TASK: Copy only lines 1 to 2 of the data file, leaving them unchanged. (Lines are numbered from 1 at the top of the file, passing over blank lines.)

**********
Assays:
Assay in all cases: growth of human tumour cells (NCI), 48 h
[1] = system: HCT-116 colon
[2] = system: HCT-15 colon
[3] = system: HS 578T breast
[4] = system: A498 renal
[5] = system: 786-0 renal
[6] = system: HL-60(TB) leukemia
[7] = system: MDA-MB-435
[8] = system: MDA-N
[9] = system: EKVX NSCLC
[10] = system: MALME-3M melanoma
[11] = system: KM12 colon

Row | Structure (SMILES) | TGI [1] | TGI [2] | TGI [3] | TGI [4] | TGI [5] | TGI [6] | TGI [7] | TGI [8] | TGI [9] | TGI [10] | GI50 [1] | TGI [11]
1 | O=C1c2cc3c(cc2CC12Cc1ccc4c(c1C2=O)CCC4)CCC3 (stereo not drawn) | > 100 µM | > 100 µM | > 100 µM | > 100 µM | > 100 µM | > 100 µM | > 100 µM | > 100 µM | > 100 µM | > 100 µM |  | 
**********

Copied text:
Assays:
Assay in all cases: growth of human tumour cells (NCI), 48 h